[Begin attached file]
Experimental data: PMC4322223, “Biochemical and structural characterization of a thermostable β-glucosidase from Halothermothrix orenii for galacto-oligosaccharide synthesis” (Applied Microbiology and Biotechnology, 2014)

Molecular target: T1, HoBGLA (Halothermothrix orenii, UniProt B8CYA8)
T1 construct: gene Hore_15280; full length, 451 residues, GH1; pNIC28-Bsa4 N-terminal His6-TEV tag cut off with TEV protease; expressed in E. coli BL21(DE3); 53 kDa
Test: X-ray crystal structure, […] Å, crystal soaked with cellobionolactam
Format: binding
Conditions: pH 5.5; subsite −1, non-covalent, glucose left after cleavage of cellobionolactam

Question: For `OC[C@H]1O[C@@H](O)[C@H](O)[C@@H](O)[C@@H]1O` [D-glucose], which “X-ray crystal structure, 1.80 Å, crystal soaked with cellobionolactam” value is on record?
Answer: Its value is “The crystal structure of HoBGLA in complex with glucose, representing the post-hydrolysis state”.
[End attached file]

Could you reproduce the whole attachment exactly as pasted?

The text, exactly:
Experimental data: PMC4322223, “Biochemical and structural characterization of a thermostable β-glucosidase from Halothermothrix orenii for galacto-oligosaccharide synthesis” (Applied Microbiology and Biotechnology, 2014)

Molecular target: T1, HoBGLA (Halothermothrix orenii, UniProt B8CYA8)
T1 construct: gene Hore_15280; full length, 451 residues, GH1; pNIC28-Bsa4 N-terminal His6-TEV tag cut off with TEV protease; expressed in E. coli BL21(DE3); 53 kDa
Test: X-ray crystal structure, […] Å, crystal soaked with cellobionolactam
Format: binding
Conditions: pH 5.5; subsite −1, non-covalent, glucose left after cleavage of cellobionolactam

Question: For `OC[C@H]1O[C@@H](O)[C@H](O)[C@@H](O)[C@@H]1O` [D-glucose], which “X-ray crystal structure, 1.80 Å, crystal soaked with cellobionolactam” value is on record?
Answer: Its value is “The crystal structure of HoBGLA in complex with glucose, representing the post-hydrolysis state”.